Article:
INDUSTRY NEWSNationalNEWS

Buyers and renters continue to struggle with housing affordability

Housing affordability has continued to fall with more pain ahead according to the Real Estate Institute of Australia (REIA).

The proportion of income required to meet loan repayments increased 0.2 percentage points to 37.3 per cent over the March quarter, while the proportion of income required to meet median rent jumped 0.5 percentage points to 23.5 per cent according to the REIA.

REIA President Hayden Groves said while housing affordability on a national level fell, pressure had eased in some locations.

“Housing affordability improved in New South Wales and the Northern Territory, remained stable in the Australian Capital Territory but declined in all other states,” Mr Groves said.

“Rental affordability declined in all states and territories except the Northern Territory.

“Tasmania remains the most unaffordable state to rent with income to rent needed sitting at a huge 30.8 per cent.”

Mr Groves said the number of first home buyers decreased to 29,093, a drop of 22.5 per cent during the quarter and a fall of 33.9 per cent over the past 12 months on the back of poor affordability.

“First home buyers now make up 31.6 per cent of owner-occupier dwelling commitments, a decrease of 2.7 percentage points over the quarter and 8.7 percentage points over the year,” he said.

“The number of first home buyers fell over the March quarter in all states and territories.

“Declines ranged from 10.5 per cent in Western Australia to 40.2 per cent in the Northern Territory.”

Mr Groves said the Reserve Bank of Australia’s announcement of further interest rate hikes would likely prompt a further drop in housing affordability, but added that rates remain historically low and will hopefully help slow rising inflation.

According to Mr Groves, the average loan size for first home buyers increased 0.9 per cent over the quarter and 11.7 per cent in the past year to $475,544.

“The average loan size to first home buyers increased in all states and territories, ranging from 0.1 per cent in New South Wales to a whopping 9.8 per cent in Tasmania,” he said.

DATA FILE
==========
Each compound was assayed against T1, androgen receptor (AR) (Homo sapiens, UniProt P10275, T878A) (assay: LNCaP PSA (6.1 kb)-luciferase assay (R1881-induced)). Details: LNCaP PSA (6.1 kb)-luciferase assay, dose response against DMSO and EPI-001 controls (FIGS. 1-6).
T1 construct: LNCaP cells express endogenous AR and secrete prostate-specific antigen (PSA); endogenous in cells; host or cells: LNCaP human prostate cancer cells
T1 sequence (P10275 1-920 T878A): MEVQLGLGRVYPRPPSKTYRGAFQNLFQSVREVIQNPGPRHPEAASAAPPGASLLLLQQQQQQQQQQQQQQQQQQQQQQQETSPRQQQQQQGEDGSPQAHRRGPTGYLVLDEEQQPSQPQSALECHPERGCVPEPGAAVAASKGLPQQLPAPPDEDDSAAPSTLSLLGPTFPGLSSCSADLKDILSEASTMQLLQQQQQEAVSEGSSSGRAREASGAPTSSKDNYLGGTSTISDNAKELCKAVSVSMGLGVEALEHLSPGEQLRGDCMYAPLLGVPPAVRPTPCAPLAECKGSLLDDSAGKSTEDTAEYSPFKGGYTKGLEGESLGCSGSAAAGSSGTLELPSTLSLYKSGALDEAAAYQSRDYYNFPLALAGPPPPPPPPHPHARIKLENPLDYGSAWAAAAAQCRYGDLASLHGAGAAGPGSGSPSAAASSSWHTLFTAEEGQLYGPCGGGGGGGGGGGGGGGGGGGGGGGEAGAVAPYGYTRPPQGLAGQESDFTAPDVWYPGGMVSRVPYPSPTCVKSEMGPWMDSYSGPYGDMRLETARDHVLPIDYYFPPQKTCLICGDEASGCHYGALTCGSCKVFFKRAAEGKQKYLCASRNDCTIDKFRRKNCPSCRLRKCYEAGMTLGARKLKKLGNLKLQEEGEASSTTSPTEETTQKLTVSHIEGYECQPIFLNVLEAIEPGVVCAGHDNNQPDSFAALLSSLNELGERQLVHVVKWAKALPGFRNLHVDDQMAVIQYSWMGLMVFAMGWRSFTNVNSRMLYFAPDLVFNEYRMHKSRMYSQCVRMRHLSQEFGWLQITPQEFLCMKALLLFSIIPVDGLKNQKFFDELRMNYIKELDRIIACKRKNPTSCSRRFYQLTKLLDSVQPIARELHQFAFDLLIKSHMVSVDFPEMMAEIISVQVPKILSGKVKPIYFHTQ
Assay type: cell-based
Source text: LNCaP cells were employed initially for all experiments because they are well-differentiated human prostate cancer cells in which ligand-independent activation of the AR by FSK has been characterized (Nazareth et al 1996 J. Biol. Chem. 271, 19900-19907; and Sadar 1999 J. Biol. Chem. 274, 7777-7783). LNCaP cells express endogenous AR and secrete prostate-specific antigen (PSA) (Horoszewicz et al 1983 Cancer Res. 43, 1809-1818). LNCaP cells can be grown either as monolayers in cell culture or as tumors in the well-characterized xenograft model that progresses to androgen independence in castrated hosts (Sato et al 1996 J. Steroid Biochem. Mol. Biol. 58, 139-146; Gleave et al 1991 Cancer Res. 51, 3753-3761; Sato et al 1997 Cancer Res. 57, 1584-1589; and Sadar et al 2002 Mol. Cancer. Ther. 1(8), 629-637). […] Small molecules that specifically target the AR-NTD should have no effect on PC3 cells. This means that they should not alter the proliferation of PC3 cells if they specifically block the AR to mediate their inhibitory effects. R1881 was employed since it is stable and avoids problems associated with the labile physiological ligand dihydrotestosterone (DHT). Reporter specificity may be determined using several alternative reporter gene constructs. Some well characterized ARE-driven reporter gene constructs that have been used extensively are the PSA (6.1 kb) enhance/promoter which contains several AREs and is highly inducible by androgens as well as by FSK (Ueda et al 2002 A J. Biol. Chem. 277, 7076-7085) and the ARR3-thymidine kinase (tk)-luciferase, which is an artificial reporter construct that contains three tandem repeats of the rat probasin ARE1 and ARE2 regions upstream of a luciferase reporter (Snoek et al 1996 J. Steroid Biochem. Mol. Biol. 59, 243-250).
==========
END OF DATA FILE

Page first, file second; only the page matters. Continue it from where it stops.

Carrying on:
“The total number of owner-occupied dwelling loans decreased to 91,922, a decrease of 16.1 per cent over the March quarter and a fall of 15.9 per cent over the past 12 months.” 

The total number of loans for owner-occupied dwellings decreased in all states and territories over the March quarter. Decreases ranged from 8.2 per cent in Western Australia to 21.3 per cent in New South Wales.

With house prices rising so sharply, the average loan size rose to $603,395 in the March quarter, an increase of 2.1 per cent over the quarter and an increase of 19.2 per cent over the past 12 months, making it the largest annual increase since the current ABS series began in 2002.

“Over the quarter, the average loan size grew in all states and territories except the Northern Territory which had a marginal decline of 1.1 per cent,” Mr Groves said.

“Increases ranged from 1.0 per cent in the Australian Capital Territory to 6.1 per cent in South Australia. 

“Over the past 12 months, the average loan size increased in all states and territories with New South Wales recording the highest annual growth rate of 21.6 per cent.

“With the Federal Election 2022 now behind us, it is time to get to work on the fundamentals of housing supply and affordability for Australia’s renters, first time buyers and home owners.”

REIA will work with the new Federal Minister for Housing, Julie Collins, on a national housing plan for housing supply and affordability.

Show More

Rowan Crosby

Rowan Crosby is a freelance journalist specialising in finance and real estate.